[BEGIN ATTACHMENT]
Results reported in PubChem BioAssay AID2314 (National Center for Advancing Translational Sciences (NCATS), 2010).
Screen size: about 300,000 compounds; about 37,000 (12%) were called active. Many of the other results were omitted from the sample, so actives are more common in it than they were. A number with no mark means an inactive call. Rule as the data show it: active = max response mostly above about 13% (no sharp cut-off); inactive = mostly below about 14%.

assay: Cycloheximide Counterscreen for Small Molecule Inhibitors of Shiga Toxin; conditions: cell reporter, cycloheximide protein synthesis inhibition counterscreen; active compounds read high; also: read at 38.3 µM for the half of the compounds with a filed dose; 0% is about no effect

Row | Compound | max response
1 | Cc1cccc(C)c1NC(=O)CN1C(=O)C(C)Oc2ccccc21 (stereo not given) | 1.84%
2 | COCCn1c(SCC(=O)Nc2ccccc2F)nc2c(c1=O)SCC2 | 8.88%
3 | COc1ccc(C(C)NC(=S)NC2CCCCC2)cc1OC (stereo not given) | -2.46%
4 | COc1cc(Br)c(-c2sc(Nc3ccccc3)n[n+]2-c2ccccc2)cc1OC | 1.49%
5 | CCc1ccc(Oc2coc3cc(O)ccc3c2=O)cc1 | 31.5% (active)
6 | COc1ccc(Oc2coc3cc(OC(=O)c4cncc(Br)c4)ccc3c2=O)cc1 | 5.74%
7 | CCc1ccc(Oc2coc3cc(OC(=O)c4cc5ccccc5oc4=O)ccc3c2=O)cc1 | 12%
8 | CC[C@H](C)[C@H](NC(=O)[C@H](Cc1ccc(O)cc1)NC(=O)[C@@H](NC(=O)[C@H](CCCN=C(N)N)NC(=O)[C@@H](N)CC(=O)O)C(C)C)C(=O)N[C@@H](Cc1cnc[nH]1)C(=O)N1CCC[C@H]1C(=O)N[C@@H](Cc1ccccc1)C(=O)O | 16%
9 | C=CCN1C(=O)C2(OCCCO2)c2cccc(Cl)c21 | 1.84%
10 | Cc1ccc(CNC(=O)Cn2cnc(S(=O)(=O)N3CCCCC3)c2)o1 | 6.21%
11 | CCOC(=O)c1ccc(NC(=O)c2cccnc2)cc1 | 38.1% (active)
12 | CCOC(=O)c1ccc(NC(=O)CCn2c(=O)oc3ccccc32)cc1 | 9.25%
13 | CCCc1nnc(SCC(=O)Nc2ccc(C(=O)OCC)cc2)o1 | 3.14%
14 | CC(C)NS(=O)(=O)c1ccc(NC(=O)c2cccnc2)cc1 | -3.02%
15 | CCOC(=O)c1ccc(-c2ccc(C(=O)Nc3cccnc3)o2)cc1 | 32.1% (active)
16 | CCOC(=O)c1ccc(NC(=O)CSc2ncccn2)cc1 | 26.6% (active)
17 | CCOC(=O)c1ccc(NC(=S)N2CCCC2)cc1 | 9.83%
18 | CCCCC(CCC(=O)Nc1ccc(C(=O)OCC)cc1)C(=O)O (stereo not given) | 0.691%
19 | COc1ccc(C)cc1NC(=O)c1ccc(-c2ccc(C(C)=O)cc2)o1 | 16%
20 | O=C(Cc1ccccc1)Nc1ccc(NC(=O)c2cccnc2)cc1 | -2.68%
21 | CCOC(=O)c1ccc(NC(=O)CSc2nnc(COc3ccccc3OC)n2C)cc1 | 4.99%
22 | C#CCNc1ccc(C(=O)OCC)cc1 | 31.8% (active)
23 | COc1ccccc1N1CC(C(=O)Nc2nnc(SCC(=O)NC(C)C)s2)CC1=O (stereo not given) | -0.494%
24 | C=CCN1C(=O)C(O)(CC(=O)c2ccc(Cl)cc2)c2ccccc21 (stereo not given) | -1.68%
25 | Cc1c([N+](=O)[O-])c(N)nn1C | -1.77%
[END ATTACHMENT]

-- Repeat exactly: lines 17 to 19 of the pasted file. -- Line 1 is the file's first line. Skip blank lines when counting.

13 | CCCc1nnc(SCC(=O)Nc2ccc(C(=O)OCC)cc2)o1 | 3.14%
14 | CC(C)NS(=O)(=O)c1ccc(NC(=O)c2cccnc2)cc1 | -3.02%
15 | CCOC(=O)c1ccc(-c2ccc(C(=O)Nc3cccnc3)o2)cc1 | 32.1% (active)